Our Brother Nick Croft will tell of the fact that Wally served under 5 Labour Prime Ministers and that at annual conference in 2008 he received the prestigious merit award and he will speak of the tears we all shed when he was honoured with the award of Honorary Presidency of West Derby Constituency Labour Party.

Our sister, Sheila Murphy and colleagues at Region will tell them that Wally was a legend, a man of great integrity and unquestionable loyalty who always listened to other people’s point of view and who never judged those who had different opinions to his own.

Our Brother John Mooney will tell them about the day in 1997 when Everton were playing their last game of the season against Wimbledon, a match they had to win to avoid relegation. When John got to the ground the cash gates were closed. Forlorn and  ticketless he made his miserable way home only to bump into Wally who insisted that John take his ticket for the game. Gratefully declining John wished this true socialist farewell and went on his way a much happier man particularly when he found out that his brother had watched Everton sensationally avoid relegation.             

Our brother , Dave Hanratty will tell them of his skill in the boxing ring and that his twinkle toes and dulcet tones were enjoyed by  thousands who saw him sing and dance with the Pirrie Players in order that in his words ‘the old folk could keep their feet tapping’. (The Pirrie Players – 25 women, Wally and Alex, I wonder what the attraction was!)  and of  how he and his right hand man Alex, both well into their 80’s at this time, were fondly known as the Over the Hill mob as they topped the bill singing Match stick men and match stick cats and dogs  at Karaokes nationwide.

Our sister Pam Thomas and our brother Courtney Owen will tell them of his encyclopaedic knowledge of Labour Party rules and the humility and compassion with which he would offer advice and guidance to calm stormy waters at passionate disputes during meetings which would surely have disintegrated into chaos were it not for his benign intervention.

Our brother, Pete Mitchell will tell them about last year when Wally, aged 87, was campaigning in the local Government elections. Pete received a call to tell us that Wally was going to be arrested for breaching electoral policy. We rushed to the polling station to find a bunch of Lib Dems shouting about the fact that Wally was unduly influencing voters with what he was wearing. We turned around to see Wally’s cheeky grin peeking out from behind a Labour party rosette the size of Big Ben. He then spent the rest of the day rallying our flagging teenagers with the words: Come on sisters, brothers only another six hours to go.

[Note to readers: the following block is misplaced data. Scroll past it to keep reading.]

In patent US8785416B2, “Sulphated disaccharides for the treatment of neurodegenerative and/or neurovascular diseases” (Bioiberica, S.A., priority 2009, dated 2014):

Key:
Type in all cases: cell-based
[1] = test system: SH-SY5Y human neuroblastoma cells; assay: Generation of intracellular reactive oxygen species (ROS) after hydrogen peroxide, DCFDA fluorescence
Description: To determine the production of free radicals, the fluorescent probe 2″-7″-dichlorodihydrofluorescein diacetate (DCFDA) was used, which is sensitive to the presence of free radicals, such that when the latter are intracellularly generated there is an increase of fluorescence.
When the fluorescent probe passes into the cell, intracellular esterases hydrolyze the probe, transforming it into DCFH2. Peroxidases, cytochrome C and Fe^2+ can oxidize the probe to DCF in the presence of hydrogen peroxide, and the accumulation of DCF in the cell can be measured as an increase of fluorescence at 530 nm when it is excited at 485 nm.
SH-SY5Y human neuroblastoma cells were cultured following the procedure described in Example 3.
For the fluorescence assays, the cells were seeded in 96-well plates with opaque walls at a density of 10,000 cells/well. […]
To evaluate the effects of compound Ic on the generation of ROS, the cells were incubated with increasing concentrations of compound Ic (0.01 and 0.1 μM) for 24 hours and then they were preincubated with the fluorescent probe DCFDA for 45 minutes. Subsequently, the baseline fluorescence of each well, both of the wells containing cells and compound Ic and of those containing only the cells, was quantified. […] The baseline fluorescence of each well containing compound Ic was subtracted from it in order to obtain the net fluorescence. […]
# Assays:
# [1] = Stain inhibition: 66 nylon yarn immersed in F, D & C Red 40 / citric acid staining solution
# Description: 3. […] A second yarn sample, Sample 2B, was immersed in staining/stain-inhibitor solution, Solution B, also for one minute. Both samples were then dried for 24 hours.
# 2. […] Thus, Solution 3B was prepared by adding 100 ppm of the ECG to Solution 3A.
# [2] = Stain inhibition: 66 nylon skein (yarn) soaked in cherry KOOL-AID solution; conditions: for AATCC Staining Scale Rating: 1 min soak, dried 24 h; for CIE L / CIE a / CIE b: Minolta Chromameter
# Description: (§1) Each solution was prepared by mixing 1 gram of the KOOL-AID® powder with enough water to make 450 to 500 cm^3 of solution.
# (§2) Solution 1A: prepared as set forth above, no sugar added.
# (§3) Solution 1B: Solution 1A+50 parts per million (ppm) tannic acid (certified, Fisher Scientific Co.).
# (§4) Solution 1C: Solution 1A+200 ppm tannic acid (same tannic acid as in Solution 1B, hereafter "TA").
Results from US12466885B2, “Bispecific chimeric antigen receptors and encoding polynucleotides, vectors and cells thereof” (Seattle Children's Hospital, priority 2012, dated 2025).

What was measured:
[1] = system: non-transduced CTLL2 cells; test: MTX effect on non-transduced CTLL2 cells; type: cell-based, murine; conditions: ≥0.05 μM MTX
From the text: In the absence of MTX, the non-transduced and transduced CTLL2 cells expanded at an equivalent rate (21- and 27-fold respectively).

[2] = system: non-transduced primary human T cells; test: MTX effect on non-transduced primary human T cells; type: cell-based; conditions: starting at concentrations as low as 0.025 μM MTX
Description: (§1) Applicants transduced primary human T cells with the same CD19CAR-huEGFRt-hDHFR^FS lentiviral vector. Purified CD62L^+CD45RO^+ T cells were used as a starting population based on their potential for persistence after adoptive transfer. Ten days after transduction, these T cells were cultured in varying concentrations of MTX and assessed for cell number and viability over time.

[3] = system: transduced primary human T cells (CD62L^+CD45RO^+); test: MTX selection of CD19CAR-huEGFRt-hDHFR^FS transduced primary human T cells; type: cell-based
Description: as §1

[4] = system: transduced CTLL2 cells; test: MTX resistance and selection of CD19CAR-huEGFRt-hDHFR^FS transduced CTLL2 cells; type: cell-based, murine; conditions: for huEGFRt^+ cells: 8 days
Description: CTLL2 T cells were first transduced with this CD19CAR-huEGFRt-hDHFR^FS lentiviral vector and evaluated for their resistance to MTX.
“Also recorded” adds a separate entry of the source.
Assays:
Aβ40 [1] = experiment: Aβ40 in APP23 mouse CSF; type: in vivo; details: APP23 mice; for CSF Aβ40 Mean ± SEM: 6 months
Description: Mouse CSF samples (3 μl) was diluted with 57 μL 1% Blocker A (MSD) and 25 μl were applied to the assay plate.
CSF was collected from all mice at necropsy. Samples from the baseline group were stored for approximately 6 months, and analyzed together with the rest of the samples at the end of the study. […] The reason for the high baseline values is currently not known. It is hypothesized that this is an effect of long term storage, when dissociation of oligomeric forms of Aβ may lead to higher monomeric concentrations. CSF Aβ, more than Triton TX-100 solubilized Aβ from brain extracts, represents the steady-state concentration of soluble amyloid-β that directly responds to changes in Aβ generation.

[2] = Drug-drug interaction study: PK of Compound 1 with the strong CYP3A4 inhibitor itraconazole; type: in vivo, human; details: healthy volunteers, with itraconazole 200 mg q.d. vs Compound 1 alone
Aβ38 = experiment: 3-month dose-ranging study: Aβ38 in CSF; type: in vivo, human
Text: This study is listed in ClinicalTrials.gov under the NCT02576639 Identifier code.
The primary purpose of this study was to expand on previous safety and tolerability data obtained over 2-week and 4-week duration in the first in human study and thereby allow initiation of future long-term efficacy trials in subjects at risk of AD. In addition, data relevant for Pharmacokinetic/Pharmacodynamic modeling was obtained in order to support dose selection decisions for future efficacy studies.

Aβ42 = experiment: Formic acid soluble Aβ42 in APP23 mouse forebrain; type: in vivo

His brothers Tony Jennings and Phil Knibb will tell  of the Friday afternoons  they spent with him over a beer shortly before he passed on when they spoke of politics and the old days  and of how much Wally said it meant to him to be in the company of old Comrades. And of how he would then break the reverent silence with a chuckle saying: ‘Pity I wont remember any of you tomorrow’

Our brothers Jimmy Woods and John Volleamere will tell them that the very ink that wrote these words flowed through his veins:

 To secure for the workers by hand or by brain the full fruits of their industry and the most equitable distribution thereof that may be possible upon the basis of the common ownership of the means of production, distribution and exchange, and the best obtainable system of popular administration and control of each industry or service.’